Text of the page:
The U.S. green card is, without a doubt, one of the most coveted documents the world over. While becoming a U.S. citizen is usually the ultimate goal, a green card offers plenty of benefits such as the right to live and work anywhere in the United States.
However, the green card comes with certain limitations. One of these is that your green card can be revoked for a variety of reasons. One of these involves green card abandonment.
So what amounts to green card abandonment?
The determination as to whether you have abandoned your permanent residency status largely depends on your intent as evidenced by your conduct. For starters, it is important to understand that permanent residency does not quite mean “permanent.” To uphold your status as a permanent resident of the United States, you must make the U.S. your home for life.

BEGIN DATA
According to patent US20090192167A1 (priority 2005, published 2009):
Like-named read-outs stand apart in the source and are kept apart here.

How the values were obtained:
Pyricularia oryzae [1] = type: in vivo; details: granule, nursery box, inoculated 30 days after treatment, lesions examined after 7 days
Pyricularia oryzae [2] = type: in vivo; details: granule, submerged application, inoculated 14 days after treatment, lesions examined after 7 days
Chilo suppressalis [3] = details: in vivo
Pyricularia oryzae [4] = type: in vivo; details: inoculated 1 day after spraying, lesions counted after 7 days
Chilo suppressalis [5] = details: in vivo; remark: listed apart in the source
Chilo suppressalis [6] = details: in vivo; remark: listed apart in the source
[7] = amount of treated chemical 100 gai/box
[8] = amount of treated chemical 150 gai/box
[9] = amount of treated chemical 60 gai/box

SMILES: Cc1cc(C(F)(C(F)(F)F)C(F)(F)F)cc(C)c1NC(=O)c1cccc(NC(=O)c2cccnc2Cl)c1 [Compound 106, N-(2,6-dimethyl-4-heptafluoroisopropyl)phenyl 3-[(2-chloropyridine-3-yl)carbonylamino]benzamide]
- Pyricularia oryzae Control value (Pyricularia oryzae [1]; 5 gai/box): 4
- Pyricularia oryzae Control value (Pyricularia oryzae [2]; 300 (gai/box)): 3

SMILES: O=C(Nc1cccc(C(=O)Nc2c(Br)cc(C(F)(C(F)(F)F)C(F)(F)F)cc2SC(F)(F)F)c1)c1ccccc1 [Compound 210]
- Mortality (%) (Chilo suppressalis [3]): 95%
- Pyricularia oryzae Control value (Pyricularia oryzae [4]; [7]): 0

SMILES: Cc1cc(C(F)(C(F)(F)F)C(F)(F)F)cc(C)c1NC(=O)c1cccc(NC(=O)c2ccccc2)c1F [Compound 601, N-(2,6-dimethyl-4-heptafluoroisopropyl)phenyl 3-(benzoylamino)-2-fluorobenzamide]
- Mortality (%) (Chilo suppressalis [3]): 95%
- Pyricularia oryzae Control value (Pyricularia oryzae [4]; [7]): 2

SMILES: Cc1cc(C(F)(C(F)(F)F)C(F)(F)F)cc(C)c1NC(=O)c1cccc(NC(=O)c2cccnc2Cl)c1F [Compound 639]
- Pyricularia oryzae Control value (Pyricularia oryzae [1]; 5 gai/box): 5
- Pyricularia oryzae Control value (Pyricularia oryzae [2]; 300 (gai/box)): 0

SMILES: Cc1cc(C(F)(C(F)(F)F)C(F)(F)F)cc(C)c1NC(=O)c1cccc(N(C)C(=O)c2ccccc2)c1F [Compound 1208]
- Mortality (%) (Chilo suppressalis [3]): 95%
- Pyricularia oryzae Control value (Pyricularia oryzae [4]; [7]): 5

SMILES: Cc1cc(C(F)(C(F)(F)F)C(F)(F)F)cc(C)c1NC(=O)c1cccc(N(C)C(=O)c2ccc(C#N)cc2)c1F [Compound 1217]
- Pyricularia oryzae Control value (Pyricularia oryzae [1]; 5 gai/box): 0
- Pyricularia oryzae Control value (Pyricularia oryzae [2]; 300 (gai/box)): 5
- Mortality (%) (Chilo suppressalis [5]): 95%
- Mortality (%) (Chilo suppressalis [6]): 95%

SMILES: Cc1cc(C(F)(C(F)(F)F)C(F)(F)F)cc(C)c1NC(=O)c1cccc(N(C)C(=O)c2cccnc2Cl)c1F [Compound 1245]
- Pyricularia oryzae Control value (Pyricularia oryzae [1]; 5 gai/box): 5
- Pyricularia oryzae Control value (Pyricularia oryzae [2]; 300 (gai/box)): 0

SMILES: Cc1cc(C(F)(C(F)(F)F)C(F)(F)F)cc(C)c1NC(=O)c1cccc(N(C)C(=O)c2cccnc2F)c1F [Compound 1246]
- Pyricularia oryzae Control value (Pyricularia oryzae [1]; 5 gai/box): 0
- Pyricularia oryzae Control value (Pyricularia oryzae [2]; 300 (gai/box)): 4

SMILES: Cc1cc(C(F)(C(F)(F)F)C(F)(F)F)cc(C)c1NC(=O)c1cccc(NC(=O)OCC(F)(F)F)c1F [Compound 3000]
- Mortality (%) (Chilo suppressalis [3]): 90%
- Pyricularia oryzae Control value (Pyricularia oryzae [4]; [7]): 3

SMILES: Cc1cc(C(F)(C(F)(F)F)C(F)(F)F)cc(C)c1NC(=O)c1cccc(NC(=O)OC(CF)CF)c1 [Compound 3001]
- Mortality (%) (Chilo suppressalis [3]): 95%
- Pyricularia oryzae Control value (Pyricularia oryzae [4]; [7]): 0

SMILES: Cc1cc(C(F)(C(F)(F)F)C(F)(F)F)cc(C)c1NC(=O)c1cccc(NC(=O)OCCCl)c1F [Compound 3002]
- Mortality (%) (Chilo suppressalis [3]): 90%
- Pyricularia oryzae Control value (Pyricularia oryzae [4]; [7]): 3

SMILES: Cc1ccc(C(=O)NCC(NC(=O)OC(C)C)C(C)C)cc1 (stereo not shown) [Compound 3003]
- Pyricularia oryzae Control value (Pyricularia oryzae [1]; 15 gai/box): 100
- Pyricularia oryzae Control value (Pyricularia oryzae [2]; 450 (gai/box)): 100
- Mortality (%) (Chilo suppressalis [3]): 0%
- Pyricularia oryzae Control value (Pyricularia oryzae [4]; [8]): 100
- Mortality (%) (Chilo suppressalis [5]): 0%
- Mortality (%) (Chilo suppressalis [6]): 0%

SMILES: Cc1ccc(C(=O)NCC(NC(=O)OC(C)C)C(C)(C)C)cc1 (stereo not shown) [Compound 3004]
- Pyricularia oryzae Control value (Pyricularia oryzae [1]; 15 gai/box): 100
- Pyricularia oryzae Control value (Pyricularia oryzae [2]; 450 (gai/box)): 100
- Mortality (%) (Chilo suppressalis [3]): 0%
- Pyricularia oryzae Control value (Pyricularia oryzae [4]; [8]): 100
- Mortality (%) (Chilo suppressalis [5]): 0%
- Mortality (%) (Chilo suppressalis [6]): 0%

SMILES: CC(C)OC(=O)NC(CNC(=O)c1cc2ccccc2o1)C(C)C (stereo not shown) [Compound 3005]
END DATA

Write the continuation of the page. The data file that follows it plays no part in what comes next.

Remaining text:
That said, two circumstances can amount to an abandonment of your green card. These include:
Staying abroad for too long
As a permanent resident, you can travel in and out of the U.S. as you wish. However, staying out of the country for an extended period can cause problems. Specifically, staying abroad for over 12 months can amount to abandonment. To be safe, do not stay out of the country for more than six months. Also, avoid frequent travel in and out of the country as this can cause problems with the U.S. Citizenship and Immigration Services (USCIS).
Voluntary surrender of your green card
Although you are a lawful permanent resident, you can voluntarily vacate this status by surrendering your green card. To do this, you will be required to file and submit form I-407. On this form, you provide your contact information and reasons for abandoning your green card.
The green card offers plenty of opportunities. Find out how you can protect your right to live in the U.S. if your status is under threat.